Airports have become what the logic of late corporate capitalism dictates they be: anesthetized, hyperreal global villages where the traveler talks into his cell or posts an email while watching the TV monitors; or sits on the floor, chews gum and plays video games; or trolls through endless-seeming corridors of airport boutiques.
Which is what you are doing in your suddenly cumbersome Doc Martens.
"America First Airport Security" in their latex gloves pried apart your left sole and after not finding an explosive did not hammer the sole all the way back into place.
You do that, banging your sole against a railing, drawing suspicious glances from other travelers.
Now you're moving again from boutique to boutique: newspapers, best sellers, candy, snack-food, knickknacks, clothing, jewelry, Starbucks, Nike, Speedo, The Gap, Sharper Image . . .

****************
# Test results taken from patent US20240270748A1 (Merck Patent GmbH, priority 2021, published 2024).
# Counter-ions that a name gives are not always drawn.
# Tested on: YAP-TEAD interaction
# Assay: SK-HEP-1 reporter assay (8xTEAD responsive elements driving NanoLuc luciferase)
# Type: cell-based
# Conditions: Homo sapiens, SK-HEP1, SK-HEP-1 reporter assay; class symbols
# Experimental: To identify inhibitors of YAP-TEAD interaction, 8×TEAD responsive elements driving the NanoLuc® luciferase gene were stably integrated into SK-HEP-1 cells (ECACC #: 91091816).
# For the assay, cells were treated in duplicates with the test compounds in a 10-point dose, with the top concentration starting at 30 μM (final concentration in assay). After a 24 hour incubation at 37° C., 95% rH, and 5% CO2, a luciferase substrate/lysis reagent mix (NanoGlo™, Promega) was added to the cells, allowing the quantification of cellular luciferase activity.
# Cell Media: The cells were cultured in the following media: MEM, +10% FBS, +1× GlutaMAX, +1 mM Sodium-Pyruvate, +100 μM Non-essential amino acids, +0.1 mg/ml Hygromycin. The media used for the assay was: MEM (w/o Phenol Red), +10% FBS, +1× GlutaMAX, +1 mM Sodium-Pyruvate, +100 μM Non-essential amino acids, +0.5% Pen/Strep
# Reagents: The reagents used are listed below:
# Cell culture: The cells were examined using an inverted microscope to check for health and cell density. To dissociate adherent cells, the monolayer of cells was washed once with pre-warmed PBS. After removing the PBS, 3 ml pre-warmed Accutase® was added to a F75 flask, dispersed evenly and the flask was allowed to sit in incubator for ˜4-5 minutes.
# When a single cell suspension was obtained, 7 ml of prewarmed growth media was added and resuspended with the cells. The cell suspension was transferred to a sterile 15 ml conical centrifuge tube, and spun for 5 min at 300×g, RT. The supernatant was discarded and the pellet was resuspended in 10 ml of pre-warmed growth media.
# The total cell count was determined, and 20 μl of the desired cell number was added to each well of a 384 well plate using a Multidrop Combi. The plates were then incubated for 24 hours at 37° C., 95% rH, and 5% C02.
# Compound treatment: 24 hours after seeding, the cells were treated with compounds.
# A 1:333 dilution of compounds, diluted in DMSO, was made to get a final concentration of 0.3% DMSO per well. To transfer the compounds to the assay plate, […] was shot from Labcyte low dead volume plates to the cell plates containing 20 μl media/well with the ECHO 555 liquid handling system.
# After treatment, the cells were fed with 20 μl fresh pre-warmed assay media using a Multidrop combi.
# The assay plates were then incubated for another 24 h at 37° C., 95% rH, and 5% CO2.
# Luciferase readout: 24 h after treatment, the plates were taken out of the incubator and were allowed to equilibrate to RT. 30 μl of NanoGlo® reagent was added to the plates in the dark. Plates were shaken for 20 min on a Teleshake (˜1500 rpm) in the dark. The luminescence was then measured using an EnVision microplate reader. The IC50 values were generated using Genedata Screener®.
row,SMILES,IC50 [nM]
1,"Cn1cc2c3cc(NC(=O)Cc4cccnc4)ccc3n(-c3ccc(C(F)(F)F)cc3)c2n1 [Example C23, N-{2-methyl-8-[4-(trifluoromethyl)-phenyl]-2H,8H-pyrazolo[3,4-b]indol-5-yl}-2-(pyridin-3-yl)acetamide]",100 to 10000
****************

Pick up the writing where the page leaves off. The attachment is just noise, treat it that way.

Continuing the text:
Like drifting underwater, or gliding through the long gray corridors of a hospital, though without the smell of antiseptic, without any smell.
Well there is the smell of Starbucks, coffee fragrance broadcast through floor-level vents.
Meanwhile the airport recording repeats, repeats, repeats the peril of leaving baggage unattended, lest some intense-eyed swarthy slip a plastique under your fastidiously folded Lacoste polo.
After a dozen minutes of airport boutique surfing you return to your gate.
You sit at the very back of the boarding area and watch anonymous travelers walk through the long corridors to and from their departure gates.
Different humans on their cells, different walks, different airport couture.